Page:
A loud and terrible growl envelops the house—what could it be? What does it want?
As a toddler-age child plays, eats, reads, and gets ready for bed, there is an ever present “GGGGRRRR” in the background. As the text speculates on the source of the growl, delicately lined, crisp illustrations, done in soft colors against white space, depict the possibilities. “Is it a big, hairy bear from the dark woods?” Or maybe “a mean, ugly ogre who lives in a castle of bones?” Or worse yet, “a spiky, green sea monster from the bottom of the ocean?” The recurring text “What’s that terrible GROWL?” and “What does it want?” along with the playful use of typeset and the outlandish speculative possibilities make for a breathless and spirited read-aloud. The first time through, readers might be so caught up they won’t take time to stop and explore the illustrations. That can be done calmly on the inevitable second pass. The source of the growl? The delightful answer is kept a secret until the very end. The young protagonist and his family present white. Unfortunately, the simultaneously publishing Spanish version, ¿Qué es ese ruido?, is marred by a few awkward translations.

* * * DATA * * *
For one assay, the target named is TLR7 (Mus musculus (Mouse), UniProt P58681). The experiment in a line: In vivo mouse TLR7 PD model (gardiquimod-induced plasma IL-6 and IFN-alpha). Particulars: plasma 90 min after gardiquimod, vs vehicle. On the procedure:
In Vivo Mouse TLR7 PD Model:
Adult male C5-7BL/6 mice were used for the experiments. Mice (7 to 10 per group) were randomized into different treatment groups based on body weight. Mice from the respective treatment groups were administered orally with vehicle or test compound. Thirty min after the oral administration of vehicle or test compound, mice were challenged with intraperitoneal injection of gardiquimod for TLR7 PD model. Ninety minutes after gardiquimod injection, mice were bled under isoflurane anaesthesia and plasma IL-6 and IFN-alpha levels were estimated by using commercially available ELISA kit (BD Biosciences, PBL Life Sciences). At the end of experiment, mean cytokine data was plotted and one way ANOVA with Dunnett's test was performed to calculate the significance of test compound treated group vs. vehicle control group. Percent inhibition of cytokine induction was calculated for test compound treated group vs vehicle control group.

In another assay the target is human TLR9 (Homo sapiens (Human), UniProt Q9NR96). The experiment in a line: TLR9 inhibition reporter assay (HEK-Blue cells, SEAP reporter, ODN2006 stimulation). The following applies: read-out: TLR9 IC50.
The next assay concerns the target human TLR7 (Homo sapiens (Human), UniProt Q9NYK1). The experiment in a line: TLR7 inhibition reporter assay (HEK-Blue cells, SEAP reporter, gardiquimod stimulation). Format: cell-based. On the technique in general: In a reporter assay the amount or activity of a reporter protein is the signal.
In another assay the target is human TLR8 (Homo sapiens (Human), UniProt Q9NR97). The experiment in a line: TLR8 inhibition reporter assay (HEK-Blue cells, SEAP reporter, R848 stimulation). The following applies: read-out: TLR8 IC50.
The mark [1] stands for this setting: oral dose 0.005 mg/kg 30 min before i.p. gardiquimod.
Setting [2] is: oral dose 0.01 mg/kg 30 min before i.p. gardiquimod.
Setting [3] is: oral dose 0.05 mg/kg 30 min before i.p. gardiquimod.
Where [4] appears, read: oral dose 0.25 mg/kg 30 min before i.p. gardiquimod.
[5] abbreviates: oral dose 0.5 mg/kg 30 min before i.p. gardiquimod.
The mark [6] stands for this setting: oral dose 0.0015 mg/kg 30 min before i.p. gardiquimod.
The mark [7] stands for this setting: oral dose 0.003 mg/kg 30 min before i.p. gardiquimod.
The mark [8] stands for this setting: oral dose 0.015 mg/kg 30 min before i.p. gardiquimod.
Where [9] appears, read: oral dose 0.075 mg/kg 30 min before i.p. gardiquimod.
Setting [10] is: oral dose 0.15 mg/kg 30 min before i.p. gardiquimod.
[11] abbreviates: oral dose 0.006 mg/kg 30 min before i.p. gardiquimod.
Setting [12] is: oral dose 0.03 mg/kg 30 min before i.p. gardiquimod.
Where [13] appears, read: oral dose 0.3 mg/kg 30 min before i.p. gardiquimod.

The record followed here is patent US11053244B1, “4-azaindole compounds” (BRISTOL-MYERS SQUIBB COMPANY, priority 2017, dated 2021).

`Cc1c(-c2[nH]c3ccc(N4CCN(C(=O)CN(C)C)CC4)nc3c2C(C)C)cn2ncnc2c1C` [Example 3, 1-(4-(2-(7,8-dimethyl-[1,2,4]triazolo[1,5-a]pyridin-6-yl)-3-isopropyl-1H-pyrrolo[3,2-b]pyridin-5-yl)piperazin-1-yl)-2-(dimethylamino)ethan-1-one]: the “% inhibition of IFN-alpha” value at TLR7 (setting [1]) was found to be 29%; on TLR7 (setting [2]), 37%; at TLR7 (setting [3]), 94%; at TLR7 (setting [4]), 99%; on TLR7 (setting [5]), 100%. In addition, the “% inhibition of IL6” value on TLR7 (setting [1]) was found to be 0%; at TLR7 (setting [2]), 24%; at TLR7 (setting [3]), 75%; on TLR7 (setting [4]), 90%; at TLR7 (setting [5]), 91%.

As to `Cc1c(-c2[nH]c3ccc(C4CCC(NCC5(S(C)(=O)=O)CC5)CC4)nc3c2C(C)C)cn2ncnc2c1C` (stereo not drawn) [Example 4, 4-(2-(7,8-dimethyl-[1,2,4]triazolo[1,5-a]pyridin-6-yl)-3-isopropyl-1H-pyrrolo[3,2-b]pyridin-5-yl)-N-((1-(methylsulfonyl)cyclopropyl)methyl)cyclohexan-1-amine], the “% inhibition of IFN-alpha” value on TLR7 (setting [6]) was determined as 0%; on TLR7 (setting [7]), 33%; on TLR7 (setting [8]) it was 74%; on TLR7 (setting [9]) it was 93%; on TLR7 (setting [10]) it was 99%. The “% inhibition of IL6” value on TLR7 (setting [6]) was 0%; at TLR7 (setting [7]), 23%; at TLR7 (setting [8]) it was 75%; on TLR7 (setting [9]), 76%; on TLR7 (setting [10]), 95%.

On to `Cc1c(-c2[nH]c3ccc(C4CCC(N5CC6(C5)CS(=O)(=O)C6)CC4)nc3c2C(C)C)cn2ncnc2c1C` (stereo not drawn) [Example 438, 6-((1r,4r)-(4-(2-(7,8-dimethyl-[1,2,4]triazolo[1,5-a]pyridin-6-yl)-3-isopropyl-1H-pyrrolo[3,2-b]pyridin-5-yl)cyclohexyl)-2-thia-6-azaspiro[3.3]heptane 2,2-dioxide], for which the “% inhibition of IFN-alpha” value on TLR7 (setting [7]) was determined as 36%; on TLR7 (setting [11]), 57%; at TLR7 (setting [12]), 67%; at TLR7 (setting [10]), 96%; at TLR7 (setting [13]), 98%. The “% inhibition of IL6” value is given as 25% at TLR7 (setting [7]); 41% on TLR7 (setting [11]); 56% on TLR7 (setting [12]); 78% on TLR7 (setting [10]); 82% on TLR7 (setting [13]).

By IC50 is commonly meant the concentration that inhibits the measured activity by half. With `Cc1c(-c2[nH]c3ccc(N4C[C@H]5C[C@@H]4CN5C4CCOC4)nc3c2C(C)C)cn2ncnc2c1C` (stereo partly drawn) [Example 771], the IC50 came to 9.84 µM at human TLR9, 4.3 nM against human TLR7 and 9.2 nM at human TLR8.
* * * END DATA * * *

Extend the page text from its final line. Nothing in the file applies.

Many an older sibling will identify with the story and beg for repeat readings. (Picture book. 2-5)<